Karen, these things have stood for hundreds of years, and you have never once reflected in a meaningful way about the racism that put them there, and how you benefitted from it. Now step aside as another bronze white supremacist is rolled off the pier.

And then when the TV lights go out and the Black interviewee leaves the studio, the number of Black people working on the production returns to its usual level – of zero.

Have a look at the media. How many times in the last month have you seen Black people comment on issues other than race? How many times have you seen them present a show about economics or education or science?

How many times have you seen a Muslim asked to talk about something other than terrorism or racial profiling or Ramadan?

Not that these are not important conversations in and of themselves, but if that is the only time they are allowed air time or column inches, then that is part of the problem.

So I’m asking you to do something that doesn’t come naturally to any of us as white journalists.

I’m asking you to think about why you are sitting in the seat you are sitting in, and why your Black interviewee is sitting in the seat they are sitting in.

I am asking you to not see things from your own perspective, but from their perspective.

I am asking you to leave your own world, your ego and your fragility behind and humbly enter theirs.

I’m asking you to be quiet for once and listen, and when you’re done listening to speak to other white people and tell them that the way things are is wrong and needs to change.

I other words, I am asking you to radically rethink the way you and those around you approach your journalism about the fundamental building blocks of our societies, and I’m asking you to change it.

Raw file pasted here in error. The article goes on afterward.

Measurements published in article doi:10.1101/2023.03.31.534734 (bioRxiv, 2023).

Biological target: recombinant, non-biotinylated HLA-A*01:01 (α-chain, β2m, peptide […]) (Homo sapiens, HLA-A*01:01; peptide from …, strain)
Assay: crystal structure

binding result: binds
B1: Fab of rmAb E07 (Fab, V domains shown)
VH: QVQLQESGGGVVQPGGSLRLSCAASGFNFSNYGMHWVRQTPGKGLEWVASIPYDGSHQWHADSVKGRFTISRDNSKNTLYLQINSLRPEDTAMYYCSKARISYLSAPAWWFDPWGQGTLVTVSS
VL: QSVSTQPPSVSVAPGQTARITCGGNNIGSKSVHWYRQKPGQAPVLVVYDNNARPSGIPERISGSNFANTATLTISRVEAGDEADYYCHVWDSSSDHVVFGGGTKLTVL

It does not mean losing your privilege – it only means giving up the “white” part of that privilege and extending it to everyone else.

Because if you’re not prepared to do that, well then maybe Black lives don’t matter to you nearly as much as you thought.

Shocks Await The Privileged In America’s Uncivil War

A well regulated Militia, being necessary to the security of a free State, the right of the people to keep and bear Arms, shall not be infringed.

 

Anger, as Ewan McKenna says in this week’s brilliant Black Eye podcast, has a shelf-life, and we would do as well to observe and take in as much as we can while it burns at its brightest.

Many things are obvious – the irony of protests against police brutality being met with even more overwhelming and widespread police brutality cannot be lost on anyone watching a TV this week – and some are less so.

And some are blindingly, staggeringly obvious, yet are either ignored or somehow unseen.

The protests at the murder of George Floyd (and yes, it was murder, as one man has been charged with it and three for aiding and abetting it) in a massive misuse of state power have shown us that the Second Amendment is not about protecting people from the violence of tyrannical state.

It is about protecting white people from having to concede that their fellow citizens are equal.

An old man violently pushed to the ground by a police officer in Buffalo, his skull splitting open.

A homeless man in a wheelchair in Los Angeles shot in the face with a laughably-named “non-lethal” round.

Journalists arrested and assaulted live on air.

And yet, not once have the “patriots”, who arm themselves to the teeth at Dick’s Sporting Goods and who were out cosplaying in camouflage over their inalienable right to get their mullet trimmed just a few short weeks ago, responded.